Amnesty Press: 2016 Den 15 december 2012 stoppades Sombath Somphones bil av polis. Sedan dess har ingen sett honom. – Jag hoppas att han lever. Att inte veta är det allra svåraste, säger hustrun Ng Shui Meng. Text: Ivar Andersen Ng Shui Meng vill inte trä as i sitt hem. Hon misstänker att det är... continue reading.
Maina Kiai, UN Special Rapporteur on the Rights to Freedom of Peaceful Assembly and of Association is visiting Cambodia. Will he be welcomed in Laos?... continue reading.
Above is a word cloud generated from the Vientiane Declaration on Partnership for Effective Development Cooperation from the 2015 High Level Roundtable Meeting. Where are the people? The term only appears three times in the document itself, and those are within the Lao PDR’s name. Other terms such as rights, empowerment, participation, rural, ethnic minority,... continue reading.
The police have a new post where Sombath was taken. When can we expect a new (and authentic) investigation into his disappearance?... continue reading.
Briefing paper prepared by the International Commission of Jurists (ICJ) Introduction “The phenomenon of enforced disappearances […] is the worst of all violations of human rights. It is certainly a challenge to the very concept of human rights, denial of the right for humans to have an existence, an identity. Enforced disappearance transforms humans into... continue reading.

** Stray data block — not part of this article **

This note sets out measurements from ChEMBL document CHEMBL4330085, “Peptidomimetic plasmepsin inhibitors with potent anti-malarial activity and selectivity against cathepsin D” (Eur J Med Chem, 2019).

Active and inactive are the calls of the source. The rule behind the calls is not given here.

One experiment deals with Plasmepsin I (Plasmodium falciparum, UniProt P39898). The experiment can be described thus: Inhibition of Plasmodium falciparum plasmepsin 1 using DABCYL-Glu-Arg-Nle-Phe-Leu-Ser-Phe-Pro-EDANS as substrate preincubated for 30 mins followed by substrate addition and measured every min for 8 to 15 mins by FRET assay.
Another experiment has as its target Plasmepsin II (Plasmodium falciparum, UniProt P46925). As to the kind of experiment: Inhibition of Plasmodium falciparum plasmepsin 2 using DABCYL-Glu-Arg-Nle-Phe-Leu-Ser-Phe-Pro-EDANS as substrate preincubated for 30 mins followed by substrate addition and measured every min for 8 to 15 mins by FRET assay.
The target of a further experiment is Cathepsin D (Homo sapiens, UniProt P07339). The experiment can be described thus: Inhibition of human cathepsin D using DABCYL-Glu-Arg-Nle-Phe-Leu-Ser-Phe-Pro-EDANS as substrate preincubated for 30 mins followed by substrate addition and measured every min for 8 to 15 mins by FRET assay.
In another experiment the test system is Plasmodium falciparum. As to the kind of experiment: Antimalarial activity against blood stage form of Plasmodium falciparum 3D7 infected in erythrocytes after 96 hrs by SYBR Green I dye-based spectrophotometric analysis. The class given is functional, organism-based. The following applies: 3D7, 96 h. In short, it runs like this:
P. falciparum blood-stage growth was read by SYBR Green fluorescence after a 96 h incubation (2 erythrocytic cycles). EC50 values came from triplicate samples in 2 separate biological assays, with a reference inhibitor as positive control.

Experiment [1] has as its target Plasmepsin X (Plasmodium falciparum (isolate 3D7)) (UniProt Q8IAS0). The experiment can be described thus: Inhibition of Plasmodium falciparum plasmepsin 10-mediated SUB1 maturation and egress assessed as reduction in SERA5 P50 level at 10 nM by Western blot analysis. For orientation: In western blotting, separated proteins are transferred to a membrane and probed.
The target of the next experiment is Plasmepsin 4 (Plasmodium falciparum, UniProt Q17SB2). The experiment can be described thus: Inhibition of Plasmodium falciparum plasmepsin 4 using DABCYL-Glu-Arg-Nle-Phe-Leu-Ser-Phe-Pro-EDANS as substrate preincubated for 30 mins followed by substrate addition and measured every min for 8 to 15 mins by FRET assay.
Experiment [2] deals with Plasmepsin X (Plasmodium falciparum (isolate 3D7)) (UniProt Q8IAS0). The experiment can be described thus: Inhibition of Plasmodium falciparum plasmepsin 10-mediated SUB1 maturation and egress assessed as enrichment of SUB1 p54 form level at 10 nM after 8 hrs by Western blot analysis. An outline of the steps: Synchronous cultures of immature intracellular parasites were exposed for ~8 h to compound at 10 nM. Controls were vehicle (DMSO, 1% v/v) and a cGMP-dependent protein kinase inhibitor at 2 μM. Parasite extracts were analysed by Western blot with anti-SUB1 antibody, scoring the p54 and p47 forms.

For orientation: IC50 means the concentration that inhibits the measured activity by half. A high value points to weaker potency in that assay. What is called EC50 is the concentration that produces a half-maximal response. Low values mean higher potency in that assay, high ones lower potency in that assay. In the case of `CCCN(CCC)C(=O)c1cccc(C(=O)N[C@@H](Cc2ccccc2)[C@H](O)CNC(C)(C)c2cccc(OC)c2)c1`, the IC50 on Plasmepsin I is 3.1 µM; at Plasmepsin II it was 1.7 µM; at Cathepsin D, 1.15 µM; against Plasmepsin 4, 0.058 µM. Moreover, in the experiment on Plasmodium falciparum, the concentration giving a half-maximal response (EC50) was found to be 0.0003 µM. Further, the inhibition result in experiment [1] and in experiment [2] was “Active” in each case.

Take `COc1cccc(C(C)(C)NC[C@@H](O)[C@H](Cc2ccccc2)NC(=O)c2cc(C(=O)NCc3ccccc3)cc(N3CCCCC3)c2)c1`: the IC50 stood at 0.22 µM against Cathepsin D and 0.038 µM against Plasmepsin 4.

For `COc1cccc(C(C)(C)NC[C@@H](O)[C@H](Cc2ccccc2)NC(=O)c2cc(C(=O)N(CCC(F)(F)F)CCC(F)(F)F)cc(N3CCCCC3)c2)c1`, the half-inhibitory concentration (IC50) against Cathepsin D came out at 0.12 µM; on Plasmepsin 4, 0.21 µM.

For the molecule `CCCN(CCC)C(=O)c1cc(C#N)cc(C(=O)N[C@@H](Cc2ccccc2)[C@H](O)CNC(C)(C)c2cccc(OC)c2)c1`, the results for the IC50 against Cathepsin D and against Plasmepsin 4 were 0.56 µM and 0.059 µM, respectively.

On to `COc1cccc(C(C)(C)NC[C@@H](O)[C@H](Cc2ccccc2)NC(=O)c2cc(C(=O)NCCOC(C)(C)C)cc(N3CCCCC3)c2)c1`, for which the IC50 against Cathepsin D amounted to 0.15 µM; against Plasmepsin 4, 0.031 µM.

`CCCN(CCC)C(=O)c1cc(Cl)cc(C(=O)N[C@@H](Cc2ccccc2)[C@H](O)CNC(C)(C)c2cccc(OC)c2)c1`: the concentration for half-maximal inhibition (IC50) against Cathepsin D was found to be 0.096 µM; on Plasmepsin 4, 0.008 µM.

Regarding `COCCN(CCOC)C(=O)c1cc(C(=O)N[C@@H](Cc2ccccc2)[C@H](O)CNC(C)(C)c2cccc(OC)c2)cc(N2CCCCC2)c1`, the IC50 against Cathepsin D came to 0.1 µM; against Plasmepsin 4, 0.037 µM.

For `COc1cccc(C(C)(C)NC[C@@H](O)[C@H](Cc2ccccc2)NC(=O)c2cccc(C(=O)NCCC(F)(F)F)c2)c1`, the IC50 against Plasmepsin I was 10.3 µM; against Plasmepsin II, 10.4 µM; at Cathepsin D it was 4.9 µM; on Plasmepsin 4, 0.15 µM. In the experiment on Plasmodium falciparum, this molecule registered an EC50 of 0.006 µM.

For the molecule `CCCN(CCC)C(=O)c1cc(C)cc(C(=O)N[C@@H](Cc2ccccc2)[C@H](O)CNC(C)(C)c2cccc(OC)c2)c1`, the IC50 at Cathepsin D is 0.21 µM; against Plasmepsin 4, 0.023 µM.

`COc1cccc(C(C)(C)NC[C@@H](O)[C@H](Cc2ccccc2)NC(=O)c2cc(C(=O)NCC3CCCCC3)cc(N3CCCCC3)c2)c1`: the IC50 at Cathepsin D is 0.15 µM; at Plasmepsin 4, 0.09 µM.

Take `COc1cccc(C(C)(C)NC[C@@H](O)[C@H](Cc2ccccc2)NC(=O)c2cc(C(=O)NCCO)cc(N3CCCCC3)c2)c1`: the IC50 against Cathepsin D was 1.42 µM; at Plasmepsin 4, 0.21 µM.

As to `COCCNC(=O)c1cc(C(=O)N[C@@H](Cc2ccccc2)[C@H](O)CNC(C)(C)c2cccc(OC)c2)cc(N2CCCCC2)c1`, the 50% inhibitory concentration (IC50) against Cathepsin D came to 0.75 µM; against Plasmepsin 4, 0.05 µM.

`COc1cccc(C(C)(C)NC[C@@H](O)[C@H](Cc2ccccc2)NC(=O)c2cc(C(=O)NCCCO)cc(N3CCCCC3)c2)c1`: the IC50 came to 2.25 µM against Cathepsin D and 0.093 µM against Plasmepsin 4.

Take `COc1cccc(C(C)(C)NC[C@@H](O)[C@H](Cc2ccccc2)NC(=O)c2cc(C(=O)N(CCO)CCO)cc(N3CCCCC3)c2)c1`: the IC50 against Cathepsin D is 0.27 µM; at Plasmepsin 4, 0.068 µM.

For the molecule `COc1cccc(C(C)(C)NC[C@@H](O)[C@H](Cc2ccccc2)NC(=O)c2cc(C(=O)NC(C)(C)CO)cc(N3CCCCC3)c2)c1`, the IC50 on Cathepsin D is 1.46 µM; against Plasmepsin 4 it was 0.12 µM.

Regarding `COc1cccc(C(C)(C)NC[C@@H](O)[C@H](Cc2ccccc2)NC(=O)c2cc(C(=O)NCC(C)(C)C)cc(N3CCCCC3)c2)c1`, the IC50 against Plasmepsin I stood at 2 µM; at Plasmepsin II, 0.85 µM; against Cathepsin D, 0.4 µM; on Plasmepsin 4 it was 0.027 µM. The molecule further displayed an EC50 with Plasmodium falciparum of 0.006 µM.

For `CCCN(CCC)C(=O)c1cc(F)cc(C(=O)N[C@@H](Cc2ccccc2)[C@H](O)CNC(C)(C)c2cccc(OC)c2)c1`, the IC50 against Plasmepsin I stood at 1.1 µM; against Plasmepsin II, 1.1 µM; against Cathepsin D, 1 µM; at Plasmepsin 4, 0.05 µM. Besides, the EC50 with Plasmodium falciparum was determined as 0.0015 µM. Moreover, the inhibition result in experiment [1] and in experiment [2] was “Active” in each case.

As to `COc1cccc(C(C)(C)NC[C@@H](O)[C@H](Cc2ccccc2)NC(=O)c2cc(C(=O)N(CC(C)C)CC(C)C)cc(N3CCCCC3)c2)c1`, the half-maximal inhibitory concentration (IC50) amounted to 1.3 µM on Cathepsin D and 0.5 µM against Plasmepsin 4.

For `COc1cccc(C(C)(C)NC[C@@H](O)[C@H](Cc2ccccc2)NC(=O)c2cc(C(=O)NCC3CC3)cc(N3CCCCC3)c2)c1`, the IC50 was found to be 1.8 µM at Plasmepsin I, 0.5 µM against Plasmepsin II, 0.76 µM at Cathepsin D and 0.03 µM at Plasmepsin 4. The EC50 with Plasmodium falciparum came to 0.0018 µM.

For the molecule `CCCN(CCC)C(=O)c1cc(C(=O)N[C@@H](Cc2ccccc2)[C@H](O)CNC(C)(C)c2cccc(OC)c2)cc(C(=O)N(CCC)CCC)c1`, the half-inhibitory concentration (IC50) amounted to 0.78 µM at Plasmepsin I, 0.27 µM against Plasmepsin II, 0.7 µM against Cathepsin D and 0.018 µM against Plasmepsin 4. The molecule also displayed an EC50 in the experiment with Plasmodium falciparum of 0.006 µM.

FIDH-OMCT & LMHR: 26 October 2016 The Lao government must immediately and unconditionally release two former pro-democracy student leaders who have been arbitrarily detained for 17 years and disclose the fate or whereabouts of two others, the Observatory for the Protection of Human Rights Defenders (a joint FIDH and OMCT partnership) and the Lao Movement for Human... continue reading.
The May 18th Memorial Foundation: 21 October 2016 We gathered in Kuala Lumpur over two days – 20-21 October 2016 – at the invitation of the May 18 Memorial Foundation, Bersih 2.0 and Suaram. Eleven countries were represented: Bangladesh, India, Indonesia, Laos, Malaysia, Nepal, Philippines, South Korea, Sri Lanka, Thailand and Timor Leste. We listened... continue reading.
Briefing paper prepared by the Sombath Initiative Historically, the Lao PDR is a country of remarkable ethnic, linguistic and geographic diversity. Until recently, most communities, particularly in rural areas, were largely self- sustaining and locally-governed. A strong, traditional civil society still exists. Substantially supported through development aid, state-building is quickly replacing these traditional codes and... continue reading.
Briefing paper prepared by International Federation for Human Rights (FIDH) Freedom of expression severely repressed Lao authorities impose severe restrictions on the right to freedom of expression in the country. The state controls almost all media in Laos. Repressive laws prevent free expression and the circulation of opinions and information. In the rare instances where people... continue reading.
“Before the disappearance of Sombath, there was some optimism that civil society could be a force for change in Laos. Since his disappearance, such hopes have been virtually extinguished, since most people are now too scared to do anything that might rile the regime,” Martin Steward-Fox in Laos: Reform or Revolution, The Diplomat, 28 September 2016... continue reading.